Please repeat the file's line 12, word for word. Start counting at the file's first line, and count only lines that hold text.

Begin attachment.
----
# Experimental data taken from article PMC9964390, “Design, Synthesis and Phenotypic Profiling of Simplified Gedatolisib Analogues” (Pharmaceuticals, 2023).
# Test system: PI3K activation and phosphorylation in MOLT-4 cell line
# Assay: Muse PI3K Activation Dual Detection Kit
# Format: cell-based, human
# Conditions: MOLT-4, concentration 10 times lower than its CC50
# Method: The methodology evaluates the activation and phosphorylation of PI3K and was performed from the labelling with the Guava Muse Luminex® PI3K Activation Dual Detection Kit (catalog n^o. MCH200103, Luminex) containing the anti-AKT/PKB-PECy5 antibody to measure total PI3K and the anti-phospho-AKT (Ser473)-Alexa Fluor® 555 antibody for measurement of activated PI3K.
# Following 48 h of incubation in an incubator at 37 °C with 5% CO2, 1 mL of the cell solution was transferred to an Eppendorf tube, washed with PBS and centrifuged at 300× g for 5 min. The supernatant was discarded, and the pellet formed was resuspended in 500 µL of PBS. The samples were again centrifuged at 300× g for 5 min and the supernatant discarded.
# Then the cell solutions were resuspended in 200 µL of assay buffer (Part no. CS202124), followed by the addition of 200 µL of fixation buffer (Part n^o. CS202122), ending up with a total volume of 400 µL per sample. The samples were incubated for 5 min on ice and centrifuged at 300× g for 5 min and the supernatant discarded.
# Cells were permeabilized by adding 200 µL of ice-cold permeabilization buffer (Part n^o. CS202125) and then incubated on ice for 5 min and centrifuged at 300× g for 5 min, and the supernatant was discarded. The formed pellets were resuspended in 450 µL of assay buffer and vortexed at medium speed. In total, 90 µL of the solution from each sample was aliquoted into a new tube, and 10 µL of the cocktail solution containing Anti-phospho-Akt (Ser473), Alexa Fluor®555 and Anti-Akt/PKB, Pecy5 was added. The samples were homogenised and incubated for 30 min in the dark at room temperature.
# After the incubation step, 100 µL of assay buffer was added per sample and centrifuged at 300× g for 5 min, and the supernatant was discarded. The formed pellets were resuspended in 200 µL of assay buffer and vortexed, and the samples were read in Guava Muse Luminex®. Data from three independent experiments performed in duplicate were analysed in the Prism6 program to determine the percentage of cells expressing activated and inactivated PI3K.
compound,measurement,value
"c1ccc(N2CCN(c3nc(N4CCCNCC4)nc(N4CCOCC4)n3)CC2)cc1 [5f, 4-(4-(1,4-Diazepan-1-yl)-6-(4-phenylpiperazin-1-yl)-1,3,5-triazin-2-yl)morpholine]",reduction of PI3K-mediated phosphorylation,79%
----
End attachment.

"c1ccc(N2CCN(c3nc(N4CCCNCC4)nc(N4CCOCC4)n3)CC2)cc1 [5f, 4-(4-(1,4-Diazepan-1-yl)-6-(4-phenylpiperazin-1-yl)-1,3,5-triazin-2-yl)morpholine]",reduction of PI3K-mediated phosphorylation,79%